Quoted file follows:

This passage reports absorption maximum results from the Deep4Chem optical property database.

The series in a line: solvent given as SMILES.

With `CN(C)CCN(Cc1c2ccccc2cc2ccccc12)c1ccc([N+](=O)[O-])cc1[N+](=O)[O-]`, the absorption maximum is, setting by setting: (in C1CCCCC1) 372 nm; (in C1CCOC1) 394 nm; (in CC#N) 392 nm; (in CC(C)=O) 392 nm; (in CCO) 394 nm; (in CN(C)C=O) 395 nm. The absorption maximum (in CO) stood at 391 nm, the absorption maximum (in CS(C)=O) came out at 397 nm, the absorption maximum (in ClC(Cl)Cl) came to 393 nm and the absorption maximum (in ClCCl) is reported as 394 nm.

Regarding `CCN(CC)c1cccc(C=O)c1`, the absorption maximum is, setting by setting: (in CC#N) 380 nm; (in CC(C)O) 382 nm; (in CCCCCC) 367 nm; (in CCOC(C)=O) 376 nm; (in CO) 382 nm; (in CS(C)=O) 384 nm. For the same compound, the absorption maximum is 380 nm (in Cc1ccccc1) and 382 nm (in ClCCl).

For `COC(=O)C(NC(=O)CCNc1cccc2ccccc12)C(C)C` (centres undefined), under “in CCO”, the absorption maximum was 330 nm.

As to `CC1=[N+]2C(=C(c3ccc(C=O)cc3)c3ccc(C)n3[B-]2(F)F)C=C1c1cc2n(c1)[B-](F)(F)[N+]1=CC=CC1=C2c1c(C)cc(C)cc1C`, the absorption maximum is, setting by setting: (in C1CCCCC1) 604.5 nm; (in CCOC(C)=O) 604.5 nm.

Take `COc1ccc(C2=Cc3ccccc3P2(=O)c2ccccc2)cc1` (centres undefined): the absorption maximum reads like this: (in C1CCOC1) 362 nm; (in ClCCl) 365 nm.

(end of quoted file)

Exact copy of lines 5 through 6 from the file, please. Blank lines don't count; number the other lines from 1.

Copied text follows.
For `COC(=O)C(NC(=O)CCNc1cccc2ccccc12)C(C)C` (centres undefined), under “in CCO”, the absorption maximum was 330 nm.

As to `CC1=[N+]2C(=C(c3ccc(C=O)cc3)c3ccc(C)n3[B-]2(F)F)C=C1c1cc2n(c1)[B-](F)(F)[N+]1=CC=CC1=C2c1c(C)cc(C)cc1C`, the absorption maximum is, setting by setting: (in C1CCCCC1) 604.5 nm; (in CCOC(C)=O) 604.5 nm.